Like many women, I wanted nothing more than to breastfeed my son when he was born. I vowed my allegiance to breast milk and proclaimed that I would do whatever it took to give him the nutrition he needed, even if that meant breastfeeding my baby in public. I'm shy about my showing my body, even if I totally support the practice of public breastfeeding; This would have been a seriously big deal for me. Little did I know, not too long after he was born, the nutrition he needed would be coming from a bottle, rather than my boob.

As it turned out, I hated breastfeeding. And not only did I hate it, my body also hated it, as did my sanity. I was unknowingly combating the symptoms of postpartum depression while simultaneously battling my son in order to get him to feed. I was exhausted (like every new mom is) and my boobs hurt and my head hurt, and I wanted to cry and scream for no rational reason at all. (Well, except that all of those things were totally rational reasons to cry. It felt irrational at the time.)

All I could think about was that breastfeeding was supposed to be the most natural thing on earth. I was supposed to love bonding with my son while feeding him, and the fact that I didn't not only not love it, but actually hated it sort of alarmed me. It made me feel like a terrible mother and a terrible woman that wasn't even worthy of motherhood.

When my son was six weeks old, I stopped breastfeeding and sought treatment for postpartum depression. The moment I threw in the towel, I immediately felt relieved. I was sad, of course, the way anyone is whenever something they tried to do ends up not working out according to plan. It wasn't a devastated sadness; I knew my life wasn't ending, and I knew that my now-formula-fed baby would be just as healthy, but it still...just kinda sucked. A lot. But after a few fleeting moments of tears, I felt like my body was my own again. It took some time for me to adjust to the idea that I hadn't let my son down because I quit breastfeeding him.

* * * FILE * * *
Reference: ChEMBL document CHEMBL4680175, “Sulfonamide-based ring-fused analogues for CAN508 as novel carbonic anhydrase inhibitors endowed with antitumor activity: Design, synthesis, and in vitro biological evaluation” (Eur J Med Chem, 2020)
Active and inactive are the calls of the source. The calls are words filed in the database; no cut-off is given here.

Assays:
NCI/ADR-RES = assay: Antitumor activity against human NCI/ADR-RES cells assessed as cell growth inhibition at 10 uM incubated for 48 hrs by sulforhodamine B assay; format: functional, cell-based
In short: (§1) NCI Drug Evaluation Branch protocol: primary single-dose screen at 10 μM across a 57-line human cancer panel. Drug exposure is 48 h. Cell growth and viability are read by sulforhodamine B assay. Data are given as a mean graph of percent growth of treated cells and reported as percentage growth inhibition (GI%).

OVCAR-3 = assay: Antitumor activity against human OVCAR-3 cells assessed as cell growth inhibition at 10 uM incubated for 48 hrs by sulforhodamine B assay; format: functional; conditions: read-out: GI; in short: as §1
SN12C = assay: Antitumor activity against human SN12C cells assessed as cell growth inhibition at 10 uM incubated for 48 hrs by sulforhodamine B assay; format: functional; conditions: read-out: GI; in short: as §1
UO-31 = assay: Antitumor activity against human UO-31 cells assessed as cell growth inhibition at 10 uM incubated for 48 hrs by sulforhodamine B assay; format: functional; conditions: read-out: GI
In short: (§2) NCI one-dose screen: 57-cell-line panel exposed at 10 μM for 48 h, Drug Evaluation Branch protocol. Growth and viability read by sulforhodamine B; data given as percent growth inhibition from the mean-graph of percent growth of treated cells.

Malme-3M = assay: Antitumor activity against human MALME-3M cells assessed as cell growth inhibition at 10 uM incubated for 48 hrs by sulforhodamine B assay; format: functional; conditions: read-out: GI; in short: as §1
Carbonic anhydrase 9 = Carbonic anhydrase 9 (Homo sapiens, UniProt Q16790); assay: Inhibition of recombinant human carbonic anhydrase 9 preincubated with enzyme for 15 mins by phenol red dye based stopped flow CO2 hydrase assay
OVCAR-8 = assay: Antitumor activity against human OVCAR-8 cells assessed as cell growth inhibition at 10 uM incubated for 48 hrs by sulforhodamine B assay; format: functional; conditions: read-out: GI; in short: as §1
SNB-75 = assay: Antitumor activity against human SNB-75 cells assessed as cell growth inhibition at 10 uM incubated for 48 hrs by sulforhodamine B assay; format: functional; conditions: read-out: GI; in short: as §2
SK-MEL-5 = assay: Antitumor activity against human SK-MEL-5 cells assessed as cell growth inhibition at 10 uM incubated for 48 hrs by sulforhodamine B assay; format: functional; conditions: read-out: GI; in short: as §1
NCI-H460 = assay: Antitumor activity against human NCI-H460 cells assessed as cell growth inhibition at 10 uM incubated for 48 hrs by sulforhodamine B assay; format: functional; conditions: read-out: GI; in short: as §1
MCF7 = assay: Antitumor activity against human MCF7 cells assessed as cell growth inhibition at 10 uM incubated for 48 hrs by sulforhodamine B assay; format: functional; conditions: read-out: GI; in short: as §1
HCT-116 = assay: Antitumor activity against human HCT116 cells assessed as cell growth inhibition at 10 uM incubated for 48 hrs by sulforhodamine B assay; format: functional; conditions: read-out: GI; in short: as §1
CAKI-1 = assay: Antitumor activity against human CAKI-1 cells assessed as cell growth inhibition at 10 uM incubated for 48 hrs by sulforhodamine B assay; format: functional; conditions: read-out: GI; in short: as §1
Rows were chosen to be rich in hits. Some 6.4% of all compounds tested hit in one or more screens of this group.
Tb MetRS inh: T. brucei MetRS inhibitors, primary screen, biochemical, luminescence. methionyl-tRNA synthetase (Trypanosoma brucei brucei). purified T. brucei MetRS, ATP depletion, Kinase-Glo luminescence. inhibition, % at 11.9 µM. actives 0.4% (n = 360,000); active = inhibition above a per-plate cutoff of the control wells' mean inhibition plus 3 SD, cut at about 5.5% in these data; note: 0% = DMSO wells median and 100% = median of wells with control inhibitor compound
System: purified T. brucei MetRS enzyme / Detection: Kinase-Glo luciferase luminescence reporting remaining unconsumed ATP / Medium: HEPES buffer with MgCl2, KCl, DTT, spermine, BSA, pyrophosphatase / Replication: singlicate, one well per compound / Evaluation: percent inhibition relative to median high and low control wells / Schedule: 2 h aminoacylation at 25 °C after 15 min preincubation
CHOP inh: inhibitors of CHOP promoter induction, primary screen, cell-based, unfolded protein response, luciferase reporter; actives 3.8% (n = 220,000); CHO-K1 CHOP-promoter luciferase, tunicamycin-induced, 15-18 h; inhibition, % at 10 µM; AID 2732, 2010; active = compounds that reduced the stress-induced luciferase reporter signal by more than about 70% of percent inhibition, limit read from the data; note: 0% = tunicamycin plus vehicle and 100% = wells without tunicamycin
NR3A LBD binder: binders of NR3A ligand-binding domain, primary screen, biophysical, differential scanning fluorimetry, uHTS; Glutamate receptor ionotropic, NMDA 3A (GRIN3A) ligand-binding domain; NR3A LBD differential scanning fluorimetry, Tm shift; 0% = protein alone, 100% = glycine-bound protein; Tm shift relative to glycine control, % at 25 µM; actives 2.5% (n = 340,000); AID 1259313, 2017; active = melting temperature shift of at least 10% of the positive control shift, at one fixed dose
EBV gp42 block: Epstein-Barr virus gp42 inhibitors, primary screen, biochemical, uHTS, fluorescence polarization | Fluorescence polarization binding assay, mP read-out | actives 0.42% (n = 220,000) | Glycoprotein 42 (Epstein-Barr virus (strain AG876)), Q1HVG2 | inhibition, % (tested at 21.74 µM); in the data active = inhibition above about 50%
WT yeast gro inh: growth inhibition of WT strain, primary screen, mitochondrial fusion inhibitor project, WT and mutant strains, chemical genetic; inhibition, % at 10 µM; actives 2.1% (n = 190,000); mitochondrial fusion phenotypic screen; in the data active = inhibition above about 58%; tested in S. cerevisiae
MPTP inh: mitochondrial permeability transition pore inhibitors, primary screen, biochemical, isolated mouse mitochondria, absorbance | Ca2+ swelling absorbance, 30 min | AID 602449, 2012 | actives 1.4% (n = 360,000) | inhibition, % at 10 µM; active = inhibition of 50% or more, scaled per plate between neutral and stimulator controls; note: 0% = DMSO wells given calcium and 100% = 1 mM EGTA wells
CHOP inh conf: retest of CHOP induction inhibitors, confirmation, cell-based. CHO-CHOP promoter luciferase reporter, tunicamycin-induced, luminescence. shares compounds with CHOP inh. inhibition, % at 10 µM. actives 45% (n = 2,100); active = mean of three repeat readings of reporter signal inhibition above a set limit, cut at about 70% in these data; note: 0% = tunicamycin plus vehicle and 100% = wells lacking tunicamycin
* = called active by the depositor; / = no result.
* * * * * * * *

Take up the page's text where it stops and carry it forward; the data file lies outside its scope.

It took even longer for me to rid my mind of the guilt that accompanied that decision. My son has been fed formula for most of his life and he's perfect. He's thriving and healthy and literally never gets sick. I hate that I let the decision to feed him formula make me feel like a bad mom. I'm a great mom — I just happen to hate breastfeeding (my own experience, of course. Obviously I am 100% in support of other women that breastfeed.), and that is, as it turns out, totally OK.

Here are 12 reasons you shouldn't feel guilty about hating breastfeeding.

Your Baby Is Going To Be Fine

Despite the lies that some people like to feed us, formula is not poison. It is, however, a great way to feed your child. Both of my sons have been formula fed and (spoiler!) they're fine. Perfect and healthy and fine.

Formula Is Very Beneficial

Not only is formula a perfectly acceptable alternative to breast milk, it also has a ton of benefits for both mom and baby. It offers vitamins and nutrients that sometimes have to be supplemented when breastfeeding, and it allows you to know exactly how much your baby is eating. It also makes scheduling feedings much easier and offers the opportunity to give mothers the much appreciated breaks they sometimes need.

Your Baby Won't Judge You

Your baby honestly doesn't care whether or not he's drinking breast milk of formula. All he cares about is that his tummy is full and that he's got his momma near by.

Sharing Feedings Means That Your Partner Can Bond With Baby Too

Formula feeding is a great way to get your partner involved in caring for your new baby. Feeding the baby allows them their own time to bond and nurture, and that's so important in those first few months of being a parent.

If you're exclusively breastfeeding, I applaud you, but you've got to admit that sharing feedings with your partner would definitely make your life easier.

You Can Still Bond Without Breastfeeding

Breastfeeding isn't the only route to bonding that you can take, and it's an especially awful one if you hate doing it in the first place, like me. For me, I loved bath times and bed times with my babies. At bath time, I gave my sons little foot massages, and let them play with the bath toys and the bubbles, and at bedtime, I just adored rocking them gently to sleep. There is not greater feeling that having a freshly bathed, sleeping baby on your chest. There just isn't. You don't have to be perfectly suited to 100% of the tasks and options associated with parenting — you can get to the same end points (in this case, bonding with my baby) by multiple roads.